Blossoming Pianos, Reviving Mimì, and Other Signs of Spring

04/29/2015 01:49 pm ET | Updated Jun 29, 2015

Today -- finally! -- is the day. After a horrific winter featuring the coldest recorded temperatures in the past 81 years combined with a flu vaccine of historic inefficacy, spring has finally shown up. The icicles have melted. An intrepid soul has been spotted wearing flip-flops on the A-train. And in a donated warehouse space in midtown Manhattan, the Sing for Hope Pianos are beginning to blossom.

Detail of a Sing for Hope Piano created by volunteer artist Wen-Hua Chen, who has traveled to NYC from her home in Taipei to participate in the project.

The Sing for Hope Pianos begin their incubation in the darkest days of winter, with Volunteer Artist applications coming from as nearby as Chelsea and as far away as China. The submissions are as diverse as their zip codes, and are adjudicated by an outside panel of experts; this year's selection committee included leaders from the Whitney Museum, the Keith Haring Foundation, Christie's, Aspen Institute, Ardea Arts, Sahlman Fine Arts, and Chubb's Fine Arts Practice. These brave souls locked themselves into our conference room one snowy evening to plow through piles of applications in a spirited decision-making process that resulted in this year's SFH Pianos artist group.

With our Volunteer Artists selected, we begin sourcing pianos from all over the TriState area, moving them into our midtown Piano Art Studio Space. Our crack team of piano technicians rehabs the instruments, and our tireless SFH Pianos staffers coordinate myriad details of materials, moving, and logistics. Artists work alone, in groups, and in collaboration with our students from New York City public schools and patients from our partner healthcare communities. One by one, old instruments are brought to vivid new life: one as a brilliantly colored pianistic butterfly, one as a oceanic deep-dive, one with an exhortation in bold font by our Sing for Hope Youth Chorus students: "dream big, speak loud."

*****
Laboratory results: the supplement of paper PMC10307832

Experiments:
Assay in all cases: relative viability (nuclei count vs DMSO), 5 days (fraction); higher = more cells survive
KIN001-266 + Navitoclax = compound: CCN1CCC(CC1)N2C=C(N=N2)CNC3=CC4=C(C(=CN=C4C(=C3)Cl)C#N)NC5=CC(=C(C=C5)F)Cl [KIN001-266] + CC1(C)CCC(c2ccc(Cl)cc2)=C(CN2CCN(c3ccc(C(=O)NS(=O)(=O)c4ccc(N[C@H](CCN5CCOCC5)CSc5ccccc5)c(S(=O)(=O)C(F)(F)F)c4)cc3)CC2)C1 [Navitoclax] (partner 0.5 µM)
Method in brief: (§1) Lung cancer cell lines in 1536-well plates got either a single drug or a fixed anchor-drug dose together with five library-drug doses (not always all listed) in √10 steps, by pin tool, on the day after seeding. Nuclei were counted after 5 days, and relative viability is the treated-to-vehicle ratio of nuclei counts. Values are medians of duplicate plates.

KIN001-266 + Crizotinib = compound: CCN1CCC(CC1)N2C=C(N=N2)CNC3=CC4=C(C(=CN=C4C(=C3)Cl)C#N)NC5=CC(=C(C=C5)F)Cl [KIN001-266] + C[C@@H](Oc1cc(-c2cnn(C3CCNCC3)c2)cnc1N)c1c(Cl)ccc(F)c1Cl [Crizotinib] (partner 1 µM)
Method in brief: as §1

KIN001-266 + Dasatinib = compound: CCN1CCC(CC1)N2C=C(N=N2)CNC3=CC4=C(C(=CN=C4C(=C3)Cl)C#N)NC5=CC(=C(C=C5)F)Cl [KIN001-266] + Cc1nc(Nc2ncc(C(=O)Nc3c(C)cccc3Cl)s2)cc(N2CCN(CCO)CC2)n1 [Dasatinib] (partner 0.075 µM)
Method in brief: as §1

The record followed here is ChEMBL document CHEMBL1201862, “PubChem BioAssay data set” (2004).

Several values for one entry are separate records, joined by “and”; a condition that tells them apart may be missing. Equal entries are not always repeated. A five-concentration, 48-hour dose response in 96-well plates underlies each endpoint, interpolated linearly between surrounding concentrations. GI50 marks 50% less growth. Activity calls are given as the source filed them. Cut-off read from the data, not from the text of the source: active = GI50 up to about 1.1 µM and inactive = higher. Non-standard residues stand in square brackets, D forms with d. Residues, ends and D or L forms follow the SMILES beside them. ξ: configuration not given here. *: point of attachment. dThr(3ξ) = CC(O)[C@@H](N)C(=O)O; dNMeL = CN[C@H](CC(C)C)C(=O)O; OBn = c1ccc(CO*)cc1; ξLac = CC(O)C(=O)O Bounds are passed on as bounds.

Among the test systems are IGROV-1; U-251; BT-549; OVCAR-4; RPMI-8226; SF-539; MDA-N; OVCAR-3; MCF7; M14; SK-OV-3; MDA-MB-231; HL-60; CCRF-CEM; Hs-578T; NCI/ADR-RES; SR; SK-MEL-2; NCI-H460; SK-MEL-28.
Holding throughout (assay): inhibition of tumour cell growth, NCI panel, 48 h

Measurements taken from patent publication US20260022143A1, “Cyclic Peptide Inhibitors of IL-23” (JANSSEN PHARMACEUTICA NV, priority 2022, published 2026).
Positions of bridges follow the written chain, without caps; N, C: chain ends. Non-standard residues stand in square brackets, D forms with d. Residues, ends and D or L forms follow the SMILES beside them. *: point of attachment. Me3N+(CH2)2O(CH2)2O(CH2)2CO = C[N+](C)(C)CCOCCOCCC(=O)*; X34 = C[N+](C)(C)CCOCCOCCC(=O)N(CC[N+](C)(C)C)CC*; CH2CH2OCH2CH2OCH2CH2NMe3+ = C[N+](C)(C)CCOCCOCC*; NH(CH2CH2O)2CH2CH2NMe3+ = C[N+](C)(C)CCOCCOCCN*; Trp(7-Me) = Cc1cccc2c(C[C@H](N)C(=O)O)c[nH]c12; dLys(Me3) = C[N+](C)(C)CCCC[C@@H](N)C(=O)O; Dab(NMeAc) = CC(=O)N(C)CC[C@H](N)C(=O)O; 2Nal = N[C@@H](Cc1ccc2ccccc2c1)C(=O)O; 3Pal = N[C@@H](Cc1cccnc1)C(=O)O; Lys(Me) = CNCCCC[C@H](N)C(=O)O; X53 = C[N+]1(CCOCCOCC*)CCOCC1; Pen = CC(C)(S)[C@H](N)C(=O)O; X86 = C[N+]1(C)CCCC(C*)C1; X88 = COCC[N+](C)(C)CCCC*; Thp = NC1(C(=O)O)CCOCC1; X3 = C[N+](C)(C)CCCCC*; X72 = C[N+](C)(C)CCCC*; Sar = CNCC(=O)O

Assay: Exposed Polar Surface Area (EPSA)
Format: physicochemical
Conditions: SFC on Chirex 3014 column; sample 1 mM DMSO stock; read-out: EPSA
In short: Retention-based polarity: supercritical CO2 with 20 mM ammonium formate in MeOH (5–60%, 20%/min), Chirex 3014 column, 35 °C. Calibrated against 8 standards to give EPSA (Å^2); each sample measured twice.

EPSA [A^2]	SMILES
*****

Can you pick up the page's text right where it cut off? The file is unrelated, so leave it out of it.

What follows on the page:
Volunteer Artists Stephanie Mead and Robert Padovano create scaled sketches on paper before beginning to apply paint to their pianos.

Izabel Lam channels the formal magnificence of marine life, saying that her piano is an homage to the fluid creative process and to "the greatest artist of all: Nature."

As the artists work on their 3-D canvasses in the studio, the Sing for Hope team meets with city agencies and visits potential sites throughout the five boroughs. We enroll communities in the effort, enlisting local "piano buddies" to cover the pianos with tarps in case of rain and report on missing keys and other occupational hazards during the pianos' two weeks on the streets. And in keeping with our arts outreach mission, we lay the groundwork to donate the pianos to under-served schools, healthcare facilities, and community-based organizations, where they become hubs for our year-round arts outreach programming.

This year's project is presented against a backdrop of increased need. Comptroller Scott Stringer's recent analysis of Education Department data showed that 20% of our urban schools have no arts teacher whatsoever, despite the proven benefits of arts education on entire school cultures. And the need for creative arts programming in our healthcare facilities is equally great. In the words of Mount Sinai Dean for Medical Education Dr. David Muller, "It's more than just the arts. It's compassion and humanity, because it's people who perform, not a television or an iPod or a radio, but an actual human being whose mere presence proves to our patients that they still matter, they are more than their diagnoses, they are still human beings surrounded by a world of culture and art and beauty."